For many applications, it is essential that timber be dried to the correct moisture content.
There are three common methods of measuring moisture content:
- The oven-dry method is the most accurate means of measuring moisture content. The sample piece of timber is weighed on an accurate balance, oven dried at 103± 2° C until it reaches constant weight, and then weighed again. The moisture content as a percentage is the loss in weight (water removed by drying) divided by the oven-dry weight (dry wood) multiplied by 100. The complete procedure is specified in Standard AS/NZS 1080.1:1997 "Timber - Methods of Test 1 - Moisture Content". Also shown are procedures for determination of moisture distribution;
- Electrical resistance moisture meters measure the resistance of timber to electrical flow. They provide a convenient and non-destructive means of measuring moisture content, but are not as accurate as the oven-dry method. They are useful for measurement of moisture contents between 8% and 25%. Insulated electrodes are available for use on timber that may have a wet surface. Note that the moisture content at a particular depth cannot be measured by inserting the electrodes to that depth. Use of these meters is covered by AS/NZS 1080.1:1997, which also contains tables of correction factors for timber species and temperature.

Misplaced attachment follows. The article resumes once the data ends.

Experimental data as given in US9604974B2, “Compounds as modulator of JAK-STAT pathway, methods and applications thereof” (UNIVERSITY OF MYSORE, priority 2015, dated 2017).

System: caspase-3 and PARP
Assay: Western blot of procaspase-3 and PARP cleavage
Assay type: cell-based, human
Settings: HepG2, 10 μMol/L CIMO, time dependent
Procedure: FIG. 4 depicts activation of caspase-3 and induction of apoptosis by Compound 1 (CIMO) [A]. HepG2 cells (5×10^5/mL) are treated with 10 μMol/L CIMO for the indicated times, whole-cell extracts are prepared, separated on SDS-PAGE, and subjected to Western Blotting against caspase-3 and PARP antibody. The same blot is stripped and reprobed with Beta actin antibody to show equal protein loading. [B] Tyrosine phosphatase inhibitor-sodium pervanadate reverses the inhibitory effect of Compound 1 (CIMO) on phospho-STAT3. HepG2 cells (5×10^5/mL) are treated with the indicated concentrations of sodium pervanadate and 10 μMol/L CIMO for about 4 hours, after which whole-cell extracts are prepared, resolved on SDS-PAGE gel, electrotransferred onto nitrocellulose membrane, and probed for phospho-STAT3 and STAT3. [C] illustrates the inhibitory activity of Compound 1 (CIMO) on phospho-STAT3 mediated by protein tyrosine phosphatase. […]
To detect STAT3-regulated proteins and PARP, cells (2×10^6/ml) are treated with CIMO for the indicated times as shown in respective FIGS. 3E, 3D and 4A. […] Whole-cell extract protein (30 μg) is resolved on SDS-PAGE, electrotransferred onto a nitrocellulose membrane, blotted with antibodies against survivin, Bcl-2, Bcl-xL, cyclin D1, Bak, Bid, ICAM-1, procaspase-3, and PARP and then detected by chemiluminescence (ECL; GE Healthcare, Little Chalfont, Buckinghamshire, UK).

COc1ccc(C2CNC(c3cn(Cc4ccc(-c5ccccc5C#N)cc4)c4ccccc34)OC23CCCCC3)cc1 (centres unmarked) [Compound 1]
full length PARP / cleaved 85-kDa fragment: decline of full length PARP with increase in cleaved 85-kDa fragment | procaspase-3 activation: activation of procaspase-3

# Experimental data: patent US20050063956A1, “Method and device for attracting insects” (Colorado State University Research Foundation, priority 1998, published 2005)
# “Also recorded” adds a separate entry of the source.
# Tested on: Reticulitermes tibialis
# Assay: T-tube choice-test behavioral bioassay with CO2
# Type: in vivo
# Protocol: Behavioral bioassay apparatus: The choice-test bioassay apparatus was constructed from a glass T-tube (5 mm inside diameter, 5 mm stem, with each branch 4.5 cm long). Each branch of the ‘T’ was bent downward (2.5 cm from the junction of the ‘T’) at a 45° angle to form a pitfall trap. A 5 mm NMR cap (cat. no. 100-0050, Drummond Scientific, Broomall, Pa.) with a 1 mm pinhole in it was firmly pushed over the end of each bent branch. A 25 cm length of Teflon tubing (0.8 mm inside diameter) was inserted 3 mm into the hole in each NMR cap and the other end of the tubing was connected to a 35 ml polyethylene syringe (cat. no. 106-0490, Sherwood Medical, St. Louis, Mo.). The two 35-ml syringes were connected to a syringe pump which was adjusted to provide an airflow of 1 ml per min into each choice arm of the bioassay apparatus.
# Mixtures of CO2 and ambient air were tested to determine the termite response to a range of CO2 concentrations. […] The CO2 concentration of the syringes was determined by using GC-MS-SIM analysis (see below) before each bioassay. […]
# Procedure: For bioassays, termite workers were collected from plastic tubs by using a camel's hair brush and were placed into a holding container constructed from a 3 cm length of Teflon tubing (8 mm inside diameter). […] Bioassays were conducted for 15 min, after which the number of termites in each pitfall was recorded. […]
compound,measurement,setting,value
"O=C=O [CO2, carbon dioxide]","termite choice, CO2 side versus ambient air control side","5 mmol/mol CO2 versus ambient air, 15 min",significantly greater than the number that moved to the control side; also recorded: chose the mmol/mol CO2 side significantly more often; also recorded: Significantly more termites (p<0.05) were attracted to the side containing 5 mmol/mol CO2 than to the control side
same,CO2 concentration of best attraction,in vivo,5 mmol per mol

- Capacitance type moisture meters measure the capacitance of timber, usually between a pair of plates inserted in a stack of timber. They are finding increasing use in industry as they do not mark the timber and may be easier to use in a production environment. They are sensitive to the timber density and hence are less suited to mills processing species with a range of densities. Their use is not included in AS/NZS 1080.1:1997.
References: Australian/New Zealand Standard AS/NZS 1080.1:1997 "Timber - Methods of Test 1 - Moisture Content"